Henna Tattoos Causing Problems

By: Mark Vaughn Email
By: Mark Vaughn Email

A popular tourist novelty is causing some controversy.

Bay County commissioners are considering putting some limits on henna temporary tattoos, especially popular with the Spring Break crowd.

Health experts say the temporary tattoos can cause permanent damage.

Henna tattoos were designed for those folks who don't want something permanent on their body.

Dr. Jason Newsom of the Bay County Health Department says, “The overwhelming majority of people believe there is no downside to these tattoos. They truly are temporary, that you're not at risk for anything bad happening to you."

But after health concerns over infections and scars from the popular tattoos, they could be on there last leg, or arm for that matter.

"The most commonly used additive is abbreviated PPD, and it has a dark color, when added to henna it makes it look like a black tattoo and it makes it hang around for 2 weeks or more. The downside is that that same additive PPD is the culprit in these reactions. It is what's causing the scarring," says Dr. Newsom.

Dr. Newsom brought the County Commission evidence from the state of Florida describing some permanent scars from the henna tattoos on children as young as 3 years old.

"First thing we've got to do is get the word out that these temporary tattoos are not completely harmless. There are side effects and some of the side effects are life long."

The county will look at the possibility of restricting the tattoos in Bay County, one option would be to set the minimum age at 18, and also requiring businesses to warn customers about the possible side effects.

Dr. Newsom says he wants vacationers to know that they could be leaving town with a dangerous souvenir.
Commissioners asked the county attorney to work with Dr. Newsom to draw up a draft ordinance for restricting the tattoos.

That ordinance will be voted on later.


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  • by Prometheus Location: On a rock on Jun 7, 2011 at 07:25 PM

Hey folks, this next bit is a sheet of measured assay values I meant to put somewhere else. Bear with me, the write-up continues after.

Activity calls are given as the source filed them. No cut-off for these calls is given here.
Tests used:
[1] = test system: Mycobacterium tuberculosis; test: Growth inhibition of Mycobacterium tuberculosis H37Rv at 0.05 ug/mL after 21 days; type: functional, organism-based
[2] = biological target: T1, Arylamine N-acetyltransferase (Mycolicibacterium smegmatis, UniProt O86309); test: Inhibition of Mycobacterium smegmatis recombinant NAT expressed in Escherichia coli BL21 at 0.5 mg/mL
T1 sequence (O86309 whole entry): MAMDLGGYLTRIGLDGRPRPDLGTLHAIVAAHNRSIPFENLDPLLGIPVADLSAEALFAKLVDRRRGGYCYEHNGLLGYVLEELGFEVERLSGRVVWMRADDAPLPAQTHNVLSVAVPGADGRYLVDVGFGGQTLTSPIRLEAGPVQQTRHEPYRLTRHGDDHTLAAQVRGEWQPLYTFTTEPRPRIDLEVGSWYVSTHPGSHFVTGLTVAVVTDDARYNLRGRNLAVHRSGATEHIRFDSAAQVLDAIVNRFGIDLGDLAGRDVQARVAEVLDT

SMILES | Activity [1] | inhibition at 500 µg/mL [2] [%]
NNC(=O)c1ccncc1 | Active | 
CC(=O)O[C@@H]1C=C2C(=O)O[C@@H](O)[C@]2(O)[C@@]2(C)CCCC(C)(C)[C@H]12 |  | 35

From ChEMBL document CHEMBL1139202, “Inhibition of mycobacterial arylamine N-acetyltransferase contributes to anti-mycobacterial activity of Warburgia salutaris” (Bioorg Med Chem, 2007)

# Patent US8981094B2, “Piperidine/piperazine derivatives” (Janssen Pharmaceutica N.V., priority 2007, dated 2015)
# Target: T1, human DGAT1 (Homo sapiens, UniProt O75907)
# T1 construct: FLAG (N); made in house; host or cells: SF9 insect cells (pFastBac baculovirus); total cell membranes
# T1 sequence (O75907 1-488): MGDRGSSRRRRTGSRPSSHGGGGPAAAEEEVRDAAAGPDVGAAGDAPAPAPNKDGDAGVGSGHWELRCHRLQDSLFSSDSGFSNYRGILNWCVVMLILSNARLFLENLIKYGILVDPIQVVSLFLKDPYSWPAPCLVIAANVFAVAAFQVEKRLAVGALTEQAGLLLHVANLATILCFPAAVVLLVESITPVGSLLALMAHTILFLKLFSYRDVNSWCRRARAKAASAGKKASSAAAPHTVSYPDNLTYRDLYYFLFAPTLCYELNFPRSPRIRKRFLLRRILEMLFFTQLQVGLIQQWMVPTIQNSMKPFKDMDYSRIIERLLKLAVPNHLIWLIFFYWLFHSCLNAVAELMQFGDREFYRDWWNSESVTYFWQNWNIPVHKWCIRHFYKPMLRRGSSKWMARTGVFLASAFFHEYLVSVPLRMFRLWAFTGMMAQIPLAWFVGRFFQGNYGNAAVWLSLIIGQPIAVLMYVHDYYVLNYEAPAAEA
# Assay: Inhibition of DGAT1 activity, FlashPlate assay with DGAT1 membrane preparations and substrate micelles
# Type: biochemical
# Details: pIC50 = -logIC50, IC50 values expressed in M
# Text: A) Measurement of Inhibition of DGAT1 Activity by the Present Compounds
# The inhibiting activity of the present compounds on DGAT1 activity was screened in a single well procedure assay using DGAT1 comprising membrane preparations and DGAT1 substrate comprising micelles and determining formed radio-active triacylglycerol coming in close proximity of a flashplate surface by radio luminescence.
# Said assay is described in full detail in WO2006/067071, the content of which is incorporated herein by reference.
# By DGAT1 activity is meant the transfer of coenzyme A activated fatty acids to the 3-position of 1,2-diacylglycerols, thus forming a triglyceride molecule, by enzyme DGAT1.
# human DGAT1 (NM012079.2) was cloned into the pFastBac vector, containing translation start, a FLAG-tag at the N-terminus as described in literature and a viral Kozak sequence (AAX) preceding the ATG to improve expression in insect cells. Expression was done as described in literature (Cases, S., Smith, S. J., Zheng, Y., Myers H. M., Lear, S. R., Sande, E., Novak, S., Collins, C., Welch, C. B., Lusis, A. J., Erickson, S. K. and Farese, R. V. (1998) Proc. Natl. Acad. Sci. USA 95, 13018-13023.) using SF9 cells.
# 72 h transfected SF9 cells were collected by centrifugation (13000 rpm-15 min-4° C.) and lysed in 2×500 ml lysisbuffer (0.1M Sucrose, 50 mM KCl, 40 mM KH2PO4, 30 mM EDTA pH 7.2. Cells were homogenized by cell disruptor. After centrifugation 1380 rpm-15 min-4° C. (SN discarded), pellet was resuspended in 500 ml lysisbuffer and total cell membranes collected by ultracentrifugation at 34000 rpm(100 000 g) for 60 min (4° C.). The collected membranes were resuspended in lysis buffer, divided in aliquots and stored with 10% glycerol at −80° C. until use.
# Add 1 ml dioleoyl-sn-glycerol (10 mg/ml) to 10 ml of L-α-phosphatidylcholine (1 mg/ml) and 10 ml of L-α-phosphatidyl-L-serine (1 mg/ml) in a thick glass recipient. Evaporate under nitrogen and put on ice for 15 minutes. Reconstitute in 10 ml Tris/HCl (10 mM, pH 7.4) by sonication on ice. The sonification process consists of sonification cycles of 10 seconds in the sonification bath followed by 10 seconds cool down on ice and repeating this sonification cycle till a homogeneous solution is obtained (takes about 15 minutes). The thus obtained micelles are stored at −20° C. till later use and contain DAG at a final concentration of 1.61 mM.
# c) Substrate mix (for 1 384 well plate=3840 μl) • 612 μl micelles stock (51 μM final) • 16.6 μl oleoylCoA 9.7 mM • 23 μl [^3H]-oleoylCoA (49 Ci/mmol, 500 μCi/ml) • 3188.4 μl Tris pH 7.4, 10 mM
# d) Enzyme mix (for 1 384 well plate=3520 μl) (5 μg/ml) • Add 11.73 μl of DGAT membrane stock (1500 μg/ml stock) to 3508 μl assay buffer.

To the people saying that "black henna" is not henna, It does not matter. If people are advertising it as HENNA then people need to be warned about all henna so they can do their own research to find out for themselves. And also it is not only "black henna" that is dangerous, there are many other forms. Some of which are illegal in the US but still make their way to the states. If you really care you can read up on it here. http://www.angelfire.com/ak/anakee/mehndi3.html
  • by Lisa Brandenburg Location: Kentucky on Nov 10, 2008 at 10:10 AM
    You should distiniguish the harmful material in your article as a tattoo with PPD, not henna itself. Most reputable henna artists do not (with emphasis) use PPD in their henna. Black henna is not to be considered henna at all but is a substance with temporary tattoos which contains PPD in harmful concentrations. To avoid injury from temporary tattoos, persons should get natural red/brown colored temporary henna tattoos and not the black kind. Most henna artists are very knowledgeable, skilled, tatented, and create their own henna paste from natural ingredients only such as henna (natural dried and ground leaves), lemon juice, sugar, and essential oil. It is, when mixed and applied traditionally, considered very safe for most people.
  • by Luna Location: Ohio on Nov 5, 2008 at 02:15 PM
    Please go here: http://www.hennapage.com/henna/ppd/index.html for very clear information on the difference between real, safe henna and the artists who use it, and PPD "black henna", which is not henna at all. Artists using real henna are very concerned about people being harmed this way, and want to help educate people in any way we can. This is best done with complete, factual information. Without that, it is all too easy to throw out the baby with the bathwater.
  • by Victoria Location: Minnesota on Nov 5, 2008 at 11:20 AM
    This is horrific. Black henna is not henna and should not be confused with henna. Henna is safe. PPD slingers should not be hawking their wares. It's dangerous. Henna is not a temporary tattoo, but an art form in itself. It is steeped in tradition and spans many centuries and is found in many cultures. Restrict PPD users, but leave henna alone. You can easily identify henna by the greenish tinge in the brown paste. It leaves an orange stain that changes to brown after a day or so. You must leave henna paste on for hours. PPD is black, requries a short period of time to dye the skin and creates a black design. Avoid anything that claims to be colored or black henna. Those products are not henna.
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